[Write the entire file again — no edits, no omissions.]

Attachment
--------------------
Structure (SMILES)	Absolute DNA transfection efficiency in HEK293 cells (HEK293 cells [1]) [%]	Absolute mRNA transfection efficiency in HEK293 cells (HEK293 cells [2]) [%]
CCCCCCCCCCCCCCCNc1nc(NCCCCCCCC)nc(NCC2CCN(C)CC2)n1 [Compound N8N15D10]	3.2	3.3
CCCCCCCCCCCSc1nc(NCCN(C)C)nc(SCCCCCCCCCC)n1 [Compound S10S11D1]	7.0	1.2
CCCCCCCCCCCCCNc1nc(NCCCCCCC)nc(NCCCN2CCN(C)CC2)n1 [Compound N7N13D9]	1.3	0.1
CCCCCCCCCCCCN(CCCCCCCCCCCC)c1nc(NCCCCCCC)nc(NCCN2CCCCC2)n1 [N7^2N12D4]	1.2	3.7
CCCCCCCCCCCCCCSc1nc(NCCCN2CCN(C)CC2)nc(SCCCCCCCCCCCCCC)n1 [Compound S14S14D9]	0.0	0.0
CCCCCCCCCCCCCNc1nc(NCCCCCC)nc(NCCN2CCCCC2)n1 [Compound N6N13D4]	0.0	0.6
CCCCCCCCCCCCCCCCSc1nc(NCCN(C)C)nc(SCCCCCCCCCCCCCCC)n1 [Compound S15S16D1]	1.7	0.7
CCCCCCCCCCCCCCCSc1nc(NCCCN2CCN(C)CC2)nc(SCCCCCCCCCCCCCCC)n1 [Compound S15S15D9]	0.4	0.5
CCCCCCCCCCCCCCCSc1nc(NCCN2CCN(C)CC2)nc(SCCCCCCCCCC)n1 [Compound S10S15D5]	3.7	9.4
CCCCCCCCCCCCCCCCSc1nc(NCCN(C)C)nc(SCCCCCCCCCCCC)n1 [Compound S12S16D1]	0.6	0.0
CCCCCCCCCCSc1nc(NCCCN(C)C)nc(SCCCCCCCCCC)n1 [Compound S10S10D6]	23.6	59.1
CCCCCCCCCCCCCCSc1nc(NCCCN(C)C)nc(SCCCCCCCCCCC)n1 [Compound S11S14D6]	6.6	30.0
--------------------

Structure (SMILES)	Absolute DNA transfection efficiency in HEK293 cells (HEK293 cells [1]) [%]	Absolute mRNA transfection efficiency in HEK293 cells (HEK293 cells [2]) [%]
CCCCCCCCCCCCCCCNc1nc(NCCCCCCCC)nc(NCC2CCN(C)CC2)n1 [Compound N8N15D10]	3.2	3.3
CCCCCCCCCCCSc1nc(NCCN(C)C)nc(SCCCCCCCCCC)n1 [Compound S10S11D1]	7.0	1.2
CCCCCCCCCCCCCNc1nc(NCCCCCCC)nc(NCCCN2CCN(C)CC2)n1 [Compound N7N13D9]	1.3	0.1
CCCCCCCCCCCCN(CCCCCCCCCCCC)c1nc(NCCCCCCC)nc(NCCN2CCCCC2)n1 [N7^2N12D4]	1.2	3.7
CCCCCCCCCCCCCCSc1nc(NCCCN2CCN(C)CC2)nc(SCCCCCCCCCCCCCC)n1 [Compound S14S14D9]	0.0	0.0
CCCCCCCCCCCCCNc1nc(NCCCCCC)nc(NCCN2CCCCC2)n1 [Compound N6N13D4]	0.0	0.6
CCCCCCCCCCCCCCCCSc1nc(NCCN(C)C)nc(SCCCCCCCCCCCCCCC)n1 [Compound S15S16D1]	1.7	0.7
CCCCCCCCCCCCCCCSc1nc(NCCCN2CCN(C)CC2)nc(SCCCCCCCCCCCCCCC)n1 [Compound S15S15D9]	0.4	0.5
CCCCCCCCCCCCCCCSc1nc(NCCN2CCN(C)CC2)nc(SCCCCCCCCCC)n1 [Compound S10S15D5]	3.7	9.4
CCCCCCCCCCCCCCCCSc1nc(NCCN(C)C)nc(SCCCCCCCCCCCC)n1 [Compound S12S16D1]	0.6	0.0
CCCCCCCCCCSc1nc(NCCCN(C)C)nc(SCCCCCCCCCC)n1 [Compound S10S10D6]	23.6	59.1
CCCCCCCCCCCCCCSc1nc(NCCCN(C)C)nc(SCCCCCCCCCCC)n1 [Compound S11S14D6]	6.6	30.0